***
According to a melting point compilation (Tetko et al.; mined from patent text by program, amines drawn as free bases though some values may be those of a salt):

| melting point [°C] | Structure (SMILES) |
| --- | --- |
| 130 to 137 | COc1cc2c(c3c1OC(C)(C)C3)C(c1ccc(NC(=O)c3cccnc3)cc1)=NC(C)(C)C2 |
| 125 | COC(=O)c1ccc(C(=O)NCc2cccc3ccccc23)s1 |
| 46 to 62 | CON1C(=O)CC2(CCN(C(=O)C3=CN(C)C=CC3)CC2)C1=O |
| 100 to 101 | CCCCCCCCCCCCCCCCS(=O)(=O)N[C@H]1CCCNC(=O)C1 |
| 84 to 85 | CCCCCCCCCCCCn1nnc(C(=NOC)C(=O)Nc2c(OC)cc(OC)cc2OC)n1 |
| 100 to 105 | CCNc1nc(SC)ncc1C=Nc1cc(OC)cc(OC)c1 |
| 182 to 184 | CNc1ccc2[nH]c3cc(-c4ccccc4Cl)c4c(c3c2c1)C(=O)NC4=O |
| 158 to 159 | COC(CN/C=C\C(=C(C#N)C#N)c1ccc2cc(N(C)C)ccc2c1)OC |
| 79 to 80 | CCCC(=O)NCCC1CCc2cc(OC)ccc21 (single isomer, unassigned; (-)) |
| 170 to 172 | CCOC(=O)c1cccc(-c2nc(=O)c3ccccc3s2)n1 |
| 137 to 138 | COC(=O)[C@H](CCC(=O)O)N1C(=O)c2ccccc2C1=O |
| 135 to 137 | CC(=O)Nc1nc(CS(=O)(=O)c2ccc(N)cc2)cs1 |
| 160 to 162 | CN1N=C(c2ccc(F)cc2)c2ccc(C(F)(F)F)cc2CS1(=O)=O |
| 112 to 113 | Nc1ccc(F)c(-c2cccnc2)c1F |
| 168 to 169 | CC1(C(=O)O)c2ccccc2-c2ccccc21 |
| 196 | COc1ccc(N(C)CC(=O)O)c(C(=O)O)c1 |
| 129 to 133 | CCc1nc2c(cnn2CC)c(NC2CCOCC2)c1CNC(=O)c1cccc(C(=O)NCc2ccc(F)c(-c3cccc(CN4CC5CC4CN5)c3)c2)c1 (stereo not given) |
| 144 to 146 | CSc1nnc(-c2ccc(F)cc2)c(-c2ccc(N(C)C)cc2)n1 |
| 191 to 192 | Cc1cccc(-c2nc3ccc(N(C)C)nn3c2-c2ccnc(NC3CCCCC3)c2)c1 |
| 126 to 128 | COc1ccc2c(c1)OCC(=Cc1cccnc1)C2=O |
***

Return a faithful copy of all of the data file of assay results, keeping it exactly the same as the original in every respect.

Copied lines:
According to a melting point compilation (Tetko et al.; mined from patent text by program, amines drawn as free bases though some values may be those of a salt):

| melting point [°C] | Structure (SMILES) |
| --- | --- |
| 130 to 137 | COc1cc2c(c3c1OC(C)(C)C3)C(c1ccc(NC(=O)c3cccnc3)cc1)=NC(C)(C)C2 |
| 125 | COC(=O)c1ccc(C(=O)NCc2cccc3ccccc23)s1 |
| 46 to 62 | CON1C(=O)CC2(CCN(C(=O)C3=CN(C)C=CC3)CC2)C1=O |
| 100 to 101 | CCCCCCCCCCCCCCCCS(=O)(=O)N[C@H]1CCCNC(=O)C1 |
| 84 to 85 | CCCCCCCCCCCCn1nnc(C(=NOC)C(=O)Nc2c(OC)cc(OC)cc2OC)n1 |
| 100 to 105 | CCNc1nc(SC)ncc1C=Nc1cc(OC)cc(OC)c1 |
| 182 to 184 | CNc1ccc2[nH]c3cc(-c4ccccc4Cl)c4c(c3c2c1)C(=O)NC4=O |
| 158 to 159 | COC(CN/C=C\C(=C(C#N)C#N)c1ccc2cc(N(C)C)ccc2c1)OC |
| 79 to 80 | CCCC(=O)NCCC1CCc2cc(OC)ccc21 (single isomer, unassigned; (-)) |
| 170 to 172 | CCOC(=O)c1cccc(-c2nc(=O)c3ccccc3s2)n1 |
| 137 to 138 | COC(=O)[C@H](CCC(=O)O)N1C(=O)c2ccccc2C1=O |
| 135 to 137 | CC(=O)Nc1nc(CS(=O)(=O)c2ccc(N)cc2)cs1 |
| 160 to 162 | CN1N=C(c2ccc(F)cc2)c2ccc(C(F)(F)F)cc2CS1(=O)=O |
| 112 to 113 | Nc1ccc(F)c(-c2cccnc2)c1F |
| 168 to 169 | CC1(C(=O)O)c2ccccc2-c2ccccc21 |
| 196 | COc1ccc(N(C)CC(=O)O)c(C(=O)O)c1 |
| 129 to 133 | CCc1nc2c(cnn2CC)c(NC2CCOCC2)c1CNC(=O)c1cccc(C(=O)NCc2ccc(F)c(-c3cccc(CN4CC5CC4CN5)c3)c2)c1 (stereo not given) |
| 144 to 146 | CSc1nnc(-c2ccc(F)cc2)c(-c2ccc(N(C)C)cc2)n1 |
| 191 to 192 | Cc1cccc(-c2nc3ccc(N(C)C)nn3c2-c2ccnc(NC3CCCCC3)c2)c1 |
| 126 to 128 | COc1ccc2c(c1)OCC(=Cc1cccnc1)C2=O |